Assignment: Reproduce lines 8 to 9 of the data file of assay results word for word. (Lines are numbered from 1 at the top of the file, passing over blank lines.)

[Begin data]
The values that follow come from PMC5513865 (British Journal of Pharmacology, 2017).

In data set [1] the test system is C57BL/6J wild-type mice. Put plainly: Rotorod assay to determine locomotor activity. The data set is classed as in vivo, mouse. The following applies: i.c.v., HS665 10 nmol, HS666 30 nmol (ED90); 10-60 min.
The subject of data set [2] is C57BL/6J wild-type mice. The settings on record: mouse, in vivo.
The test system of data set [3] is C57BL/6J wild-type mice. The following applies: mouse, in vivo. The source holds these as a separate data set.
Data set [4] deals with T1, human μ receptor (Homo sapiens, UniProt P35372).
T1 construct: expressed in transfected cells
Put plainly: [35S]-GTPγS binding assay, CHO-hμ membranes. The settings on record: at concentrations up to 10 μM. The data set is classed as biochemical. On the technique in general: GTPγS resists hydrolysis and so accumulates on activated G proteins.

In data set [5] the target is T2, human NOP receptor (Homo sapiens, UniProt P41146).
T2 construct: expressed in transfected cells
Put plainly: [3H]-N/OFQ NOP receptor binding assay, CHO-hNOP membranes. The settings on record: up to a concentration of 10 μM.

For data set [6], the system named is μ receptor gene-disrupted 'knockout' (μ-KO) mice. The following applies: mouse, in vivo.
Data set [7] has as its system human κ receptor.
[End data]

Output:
In data set [5] the target is T2, human NOP receptor (Homo sapiens, UniProt P41146).
T2 construct: expressed in transfected cells